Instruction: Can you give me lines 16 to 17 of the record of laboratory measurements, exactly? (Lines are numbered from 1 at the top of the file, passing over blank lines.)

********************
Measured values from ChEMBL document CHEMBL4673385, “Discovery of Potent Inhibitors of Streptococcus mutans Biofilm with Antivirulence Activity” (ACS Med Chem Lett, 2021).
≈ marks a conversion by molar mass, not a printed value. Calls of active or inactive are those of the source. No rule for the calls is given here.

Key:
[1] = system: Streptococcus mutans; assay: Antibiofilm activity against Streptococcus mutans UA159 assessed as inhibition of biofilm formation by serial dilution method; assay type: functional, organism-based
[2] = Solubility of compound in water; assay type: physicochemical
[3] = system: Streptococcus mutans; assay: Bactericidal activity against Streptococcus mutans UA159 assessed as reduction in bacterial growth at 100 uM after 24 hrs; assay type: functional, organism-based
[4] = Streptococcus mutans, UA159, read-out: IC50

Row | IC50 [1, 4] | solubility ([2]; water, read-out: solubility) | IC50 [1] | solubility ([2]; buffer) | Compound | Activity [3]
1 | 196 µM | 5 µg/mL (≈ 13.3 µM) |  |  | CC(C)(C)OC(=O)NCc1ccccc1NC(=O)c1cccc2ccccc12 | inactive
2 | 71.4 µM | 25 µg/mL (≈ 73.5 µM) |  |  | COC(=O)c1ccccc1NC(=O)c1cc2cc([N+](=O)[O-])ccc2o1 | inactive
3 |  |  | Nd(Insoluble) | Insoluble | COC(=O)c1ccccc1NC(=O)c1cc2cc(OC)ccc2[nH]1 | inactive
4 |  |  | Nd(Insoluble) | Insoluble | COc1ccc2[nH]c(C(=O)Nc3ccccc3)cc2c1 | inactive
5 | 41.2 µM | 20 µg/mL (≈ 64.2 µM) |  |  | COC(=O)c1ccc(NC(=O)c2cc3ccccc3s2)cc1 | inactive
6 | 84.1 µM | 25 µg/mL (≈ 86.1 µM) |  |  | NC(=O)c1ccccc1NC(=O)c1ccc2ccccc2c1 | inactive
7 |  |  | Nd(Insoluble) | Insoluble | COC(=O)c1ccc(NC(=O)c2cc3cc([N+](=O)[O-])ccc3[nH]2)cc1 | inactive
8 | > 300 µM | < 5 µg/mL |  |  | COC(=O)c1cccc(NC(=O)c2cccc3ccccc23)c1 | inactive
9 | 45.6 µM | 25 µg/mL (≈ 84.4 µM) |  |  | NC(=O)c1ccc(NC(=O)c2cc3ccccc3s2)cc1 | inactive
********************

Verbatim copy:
8 | > 300 µM | < 5 µg/mL |  |  | COC(=O)c1cccc(NC(=O)c2cccc3ccccc23)c1 | inactive
9 | 45.6 µM | 25 µg/mL (≈ 84.4 µM) |  |  | NC(=O)c1ccc(NC(=O)c2cc3ccccc3s2)cc1 | inactive